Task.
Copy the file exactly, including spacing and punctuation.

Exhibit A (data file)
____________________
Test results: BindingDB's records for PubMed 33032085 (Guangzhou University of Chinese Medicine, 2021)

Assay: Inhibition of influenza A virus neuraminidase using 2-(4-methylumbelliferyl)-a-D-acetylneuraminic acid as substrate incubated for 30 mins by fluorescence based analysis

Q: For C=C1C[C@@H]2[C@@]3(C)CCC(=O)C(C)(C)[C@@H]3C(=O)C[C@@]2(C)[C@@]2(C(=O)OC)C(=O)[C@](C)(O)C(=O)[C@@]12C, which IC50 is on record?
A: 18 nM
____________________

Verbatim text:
Test results: BindingDB's records for PubMed 33032085 (Guangzhou University of Chinese Medicine, 2021)

Assay: Inhibition of influenza A virus neuraminidase using 2-(4-methylumbelliferyl)-a-D-acetylneuraminic acid as substrate incubated for 30 mins by fluorescence based analysis

Q: For C=C1C[C@@H]2[C@@]3(C)CCC(=O)C(C)(C)[C@@H]3C(=O)C[C@@]2(C)[C@@]2(C(=O)OC)C(=O)[C@](C)(O)C(=O)[C@@]12C, which IC50 is on record?
A: 18 nM